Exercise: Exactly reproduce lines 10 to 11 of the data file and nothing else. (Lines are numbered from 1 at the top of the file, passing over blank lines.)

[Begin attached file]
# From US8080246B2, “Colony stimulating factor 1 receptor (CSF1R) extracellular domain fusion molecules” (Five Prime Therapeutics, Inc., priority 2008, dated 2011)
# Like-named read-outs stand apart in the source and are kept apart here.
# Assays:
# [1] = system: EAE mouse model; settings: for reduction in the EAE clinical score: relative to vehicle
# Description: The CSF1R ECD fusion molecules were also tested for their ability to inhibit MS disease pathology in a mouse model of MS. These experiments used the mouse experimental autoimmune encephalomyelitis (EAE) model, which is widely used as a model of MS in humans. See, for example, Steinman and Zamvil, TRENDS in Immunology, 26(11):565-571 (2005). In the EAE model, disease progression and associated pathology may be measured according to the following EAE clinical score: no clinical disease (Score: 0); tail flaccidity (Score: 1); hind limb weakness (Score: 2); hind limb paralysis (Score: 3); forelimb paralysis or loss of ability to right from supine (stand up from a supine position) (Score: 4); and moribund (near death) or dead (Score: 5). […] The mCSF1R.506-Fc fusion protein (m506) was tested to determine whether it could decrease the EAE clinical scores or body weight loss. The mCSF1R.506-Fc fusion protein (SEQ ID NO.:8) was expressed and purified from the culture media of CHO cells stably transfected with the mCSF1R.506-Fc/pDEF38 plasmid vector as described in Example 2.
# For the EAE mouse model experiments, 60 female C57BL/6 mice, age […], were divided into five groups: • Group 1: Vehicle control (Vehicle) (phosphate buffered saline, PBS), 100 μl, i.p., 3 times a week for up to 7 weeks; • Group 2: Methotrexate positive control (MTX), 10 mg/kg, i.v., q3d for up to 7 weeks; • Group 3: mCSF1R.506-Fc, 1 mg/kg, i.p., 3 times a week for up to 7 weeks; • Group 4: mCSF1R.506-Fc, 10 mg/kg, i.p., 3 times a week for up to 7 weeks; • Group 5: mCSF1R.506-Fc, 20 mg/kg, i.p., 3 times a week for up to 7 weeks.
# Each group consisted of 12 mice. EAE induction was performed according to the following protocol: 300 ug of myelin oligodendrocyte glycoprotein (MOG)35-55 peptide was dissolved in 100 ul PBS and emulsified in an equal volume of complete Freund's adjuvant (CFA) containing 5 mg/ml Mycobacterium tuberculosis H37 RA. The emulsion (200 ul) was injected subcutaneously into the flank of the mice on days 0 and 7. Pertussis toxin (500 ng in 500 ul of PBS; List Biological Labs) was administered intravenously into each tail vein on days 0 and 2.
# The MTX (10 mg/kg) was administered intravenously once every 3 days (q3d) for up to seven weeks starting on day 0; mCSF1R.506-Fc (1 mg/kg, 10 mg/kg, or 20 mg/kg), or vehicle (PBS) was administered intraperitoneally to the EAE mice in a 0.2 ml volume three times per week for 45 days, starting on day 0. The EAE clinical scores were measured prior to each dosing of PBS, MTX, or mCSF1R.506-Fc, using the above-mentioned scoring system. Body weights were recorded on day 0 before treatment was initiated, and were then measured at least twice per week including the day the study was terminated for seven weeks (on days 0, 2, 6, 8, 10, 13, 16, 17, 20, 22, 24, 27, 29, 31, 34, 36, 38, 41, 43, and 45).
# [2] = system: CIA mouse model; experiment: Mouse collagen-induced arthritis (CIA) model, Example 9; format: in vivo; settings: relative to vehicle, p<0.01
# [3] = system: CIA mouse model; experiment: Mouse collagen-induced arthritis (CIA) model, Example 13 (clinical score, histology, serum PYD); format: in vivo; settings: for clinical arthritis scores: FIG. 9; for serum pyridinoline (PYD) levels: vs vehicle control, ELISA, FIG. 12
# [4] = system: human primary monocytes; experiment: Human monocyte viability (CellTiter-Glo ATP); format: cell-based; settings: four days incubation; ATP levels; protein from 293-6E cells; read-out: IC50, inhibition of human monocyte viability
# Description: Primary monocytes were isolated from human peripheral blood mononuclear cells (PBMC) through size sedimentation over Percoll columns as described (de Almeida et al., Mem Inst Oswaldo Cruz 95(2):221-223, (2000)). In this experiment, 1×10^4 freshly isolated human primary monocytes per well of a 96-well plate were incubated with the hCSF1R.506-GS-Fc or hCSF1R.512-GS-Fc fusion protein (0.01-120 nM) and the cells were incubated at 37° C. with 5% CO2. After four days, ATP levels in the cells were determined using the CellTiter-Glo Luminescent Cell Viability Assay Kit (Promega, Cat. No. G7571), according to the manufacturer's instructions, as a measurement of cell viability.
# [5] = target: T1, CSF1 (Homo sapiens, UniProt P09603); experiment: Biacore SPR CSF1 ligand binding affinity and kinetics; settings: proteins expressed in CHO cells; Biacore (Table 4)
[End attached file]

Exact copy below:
# [3] = system: CIA mouse model; experiment: Mouse collagen-induced arthritis (CIA) model, Example 13 (clinical score, histology, serum PYD); format: in vivo; settings: for clinical arthritis scores: FIG. 9; for serum pyridinoline (PYD) levels: vs vehicle control, ELISA, FIG. 12
# [4] = system: human primary monocytes; experiment: Human monocyte viability (CellTiter-Glo ATP); format: cell-based; settings: four days incubation; ATP levels; protein from 293-6E cells; read-out: IC50, inhibition of human monocyte viability